Here's a little something you may want to add to your Thanksgiving dinner this weekend. But it not, that's okay, because this is a good addition to any meal anytime, so it can wait for a less formal occasion if you choose. I took a cue from one of my favourite Canadian chefs, MIchael Smith, and made a recipe without using a "recipe". So I have no quantities here, just a list of ingredients and you can use them in the way that works best for you.
Growing up I was never very fond of cooked carrots. Boiled until mushy, they just weren't appealing to me. My boys feel the same way, so I've started roasted them, and oh, what a difference. The natural sweetness comes out when they're roasted and the edges crisp slightly and they're quite tasty. Once sliced and coated with the remaining ingredients, they take little effort to make, as the oven works it's magic. These are great for entertaining and large family dinners where you don't want to spend all of your time working in the kitchen. Alternatively, I tend to make these when the homework pile is sky high and my attention is needed somewhere other than the kitchen.
So, in honor of Canada and a Canadian chef, I hope you enjoys these carrots. Several of my friends who visit here from other countries have asked why Canadians celebrate Thanksgiving. I did some research in order to come up with an exact reason, beyond what I knew, and below is a little history lesson for you. Have a lovely weekend friends and I'll be back on Tuesday.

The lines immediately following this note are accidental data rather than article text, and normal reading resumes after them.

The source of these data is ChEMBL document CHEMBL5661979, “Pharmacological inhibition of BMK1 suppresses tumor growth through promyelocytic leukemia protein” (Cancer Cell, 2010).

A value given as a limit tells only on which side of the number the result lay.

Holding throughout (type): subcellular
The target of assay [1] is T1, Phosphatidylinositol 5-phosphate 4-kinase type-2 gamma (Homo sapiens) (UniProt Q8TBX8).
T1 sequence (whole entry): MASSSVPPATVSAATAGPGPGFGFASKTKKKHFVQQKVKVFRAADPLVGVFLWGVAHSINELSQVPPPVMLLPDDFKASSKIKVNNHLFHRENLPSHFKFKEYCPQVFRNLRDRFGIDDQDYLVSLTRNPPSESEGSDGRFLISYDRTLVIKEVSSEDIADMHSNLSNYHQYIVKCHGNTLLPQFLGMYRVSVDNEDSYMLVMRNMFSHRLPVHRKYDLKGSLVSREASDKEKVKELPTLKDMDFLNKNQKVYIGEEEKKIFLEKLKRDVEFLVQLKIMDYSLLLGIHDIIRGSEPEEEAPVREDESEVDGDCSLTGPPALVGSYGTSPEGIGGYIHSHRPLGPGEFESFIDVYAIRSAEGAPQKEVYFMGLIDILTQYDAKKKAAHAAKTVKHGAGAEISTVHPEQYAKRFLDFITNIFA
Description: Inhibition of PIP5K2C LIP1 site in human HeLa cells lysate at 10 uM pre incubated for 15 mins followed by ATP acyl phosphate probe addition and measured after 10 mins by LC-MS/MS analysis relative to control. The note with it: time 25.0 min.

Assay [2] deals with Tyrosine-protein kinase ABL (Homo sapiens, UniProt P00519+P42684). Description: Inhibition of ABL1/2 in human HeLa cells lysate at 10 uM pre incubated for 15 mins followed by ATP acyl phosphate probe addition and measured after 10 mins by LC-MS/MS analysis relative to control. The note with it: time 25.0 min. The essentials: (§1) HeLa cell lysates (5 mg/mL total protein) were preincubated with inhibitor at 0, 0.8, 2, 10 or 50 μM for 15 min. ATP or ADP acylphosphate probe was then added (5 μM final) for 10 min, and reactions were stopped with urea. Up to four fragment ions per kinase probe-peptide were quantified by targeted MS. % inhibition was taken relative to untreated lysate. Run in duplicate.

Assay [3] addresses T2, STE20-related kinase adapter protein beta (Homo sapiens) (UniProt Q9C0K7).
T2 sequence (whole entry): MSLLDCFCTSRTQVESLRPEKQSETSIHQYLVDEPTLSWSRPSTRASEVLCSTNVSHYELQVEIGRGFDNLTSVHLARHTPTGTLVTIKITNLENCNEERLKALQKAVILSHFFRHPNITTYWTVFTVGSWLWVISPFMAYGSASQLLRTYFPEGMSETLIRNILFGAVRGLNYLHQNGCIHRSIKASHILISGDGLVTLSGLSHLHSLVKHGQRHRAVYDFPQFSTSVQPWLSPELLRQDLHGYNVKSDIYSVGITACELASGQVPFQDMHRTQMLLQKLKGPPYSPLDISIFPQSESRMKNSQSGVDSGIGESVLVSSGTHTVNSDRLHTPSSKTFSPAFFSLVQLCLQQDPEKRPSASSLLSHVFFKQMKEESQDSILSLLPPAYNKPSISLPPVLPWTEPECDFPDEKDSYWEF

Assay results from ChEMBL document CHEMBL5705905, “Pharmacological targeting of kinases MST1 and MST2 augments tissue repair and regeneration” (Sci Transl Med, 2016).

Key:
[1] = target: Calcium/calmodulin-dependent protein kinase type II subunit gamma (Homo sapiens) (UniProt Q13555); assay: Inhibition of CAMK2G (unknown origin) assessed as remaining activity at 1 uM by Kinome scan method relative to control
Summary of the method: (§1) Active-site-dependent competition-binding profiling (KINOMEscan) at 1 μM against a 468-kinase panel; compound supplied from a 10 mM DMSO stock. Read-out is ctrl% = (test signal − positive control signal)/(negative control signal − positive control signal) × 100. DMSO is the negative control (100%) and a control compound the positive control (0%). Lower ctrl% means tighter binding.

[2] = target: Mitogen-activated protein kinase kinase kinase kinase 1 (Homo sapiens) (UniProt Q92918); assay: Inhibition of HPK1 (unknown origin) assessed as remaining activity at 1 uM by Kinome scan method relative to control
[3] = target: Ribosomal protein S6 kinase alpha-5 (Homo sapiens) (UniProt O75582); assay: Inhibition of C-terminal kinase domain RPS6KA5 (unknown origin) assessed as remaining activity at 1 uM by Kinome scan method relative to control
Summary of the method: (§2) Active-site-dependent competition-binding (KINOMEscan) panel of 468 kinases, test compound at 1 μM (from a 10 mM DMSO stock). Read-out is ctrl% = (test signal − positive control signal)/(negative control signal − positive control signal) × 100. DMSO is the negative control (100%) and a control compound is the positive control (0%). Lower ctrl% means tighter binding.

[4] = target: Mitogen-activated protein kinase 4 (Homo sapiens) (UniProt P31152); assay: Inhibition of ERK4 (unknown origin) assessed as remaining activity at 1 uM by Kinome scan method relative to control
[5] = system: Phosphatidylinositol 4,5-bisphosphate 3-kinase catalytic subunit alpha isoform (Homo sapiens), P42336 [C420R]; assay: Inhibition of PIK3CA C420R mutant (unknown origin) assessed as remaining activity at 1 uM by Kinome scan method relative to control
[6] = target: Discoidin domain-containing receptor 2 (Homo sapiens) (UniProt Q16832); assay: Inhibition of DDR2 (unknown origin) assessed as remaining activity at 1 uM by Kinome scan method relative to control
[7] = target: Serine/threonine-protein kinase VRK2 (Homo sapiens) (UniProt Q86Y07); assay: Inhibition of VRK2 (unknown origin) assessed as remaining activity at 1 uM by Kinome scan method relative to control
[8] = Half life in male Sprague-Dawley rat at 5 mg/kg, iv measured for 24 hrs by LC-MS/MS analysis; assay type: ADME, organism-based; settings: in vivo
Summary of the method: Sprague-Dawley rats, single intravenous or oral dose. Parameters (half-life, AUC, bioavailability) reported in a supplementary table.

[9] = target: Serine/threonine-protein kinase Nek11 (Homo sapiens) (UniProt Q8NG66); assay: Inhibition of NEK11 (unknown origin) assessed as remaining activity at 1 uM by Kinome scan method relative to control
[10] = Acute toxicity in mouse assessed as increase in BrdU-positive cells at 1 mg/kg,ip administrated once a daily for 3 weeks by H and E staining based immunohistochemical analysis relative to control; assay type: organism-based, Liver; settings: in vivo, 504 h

PS - I've just realized that the last three posts all showcased orange food. I'll try to introduce a new colour next week!
Canada celebrated the first Thanksgiving 43 years before the United States did (1578 vs. 1621). Long before the first European settlers arrived in North American, the farmers of Europe held celebrations at harvest time to give thanks for their good fortunes and abundance of food. When they immigrated to Canada they brought that tradition with them and so we celebrate, with thanks, for a successful harvest. The date of the Canadian Thanksgiving has changed over the years. It used to be acknowledged on the last Monday of October, but now it is the second Monday of the month, which is closer to the start of the harvest season. While the true holiday lies on the Monday of the long weekend, most Canadian families eat their dinner on the Sunday.
Oven Roasted Carrots
Large carrots (approx. 8-10)
Fresh ground pepper
~ Preheat the oven to 400 degrees.
~ Peel the carrots and slice on a bias. Spread evenly over a half-sheet baking pan.
~ Combine olive oil, honey, mustard and salt (using the quantities that work for you) in a glass measuring cup and stir well. Pour over the carrots and toss lightly with your fingers.
~ Ground pepper over the carrots and place in the oven. Bake for approx. 40 minutes or until the carrots are fork tender with a slight crisp.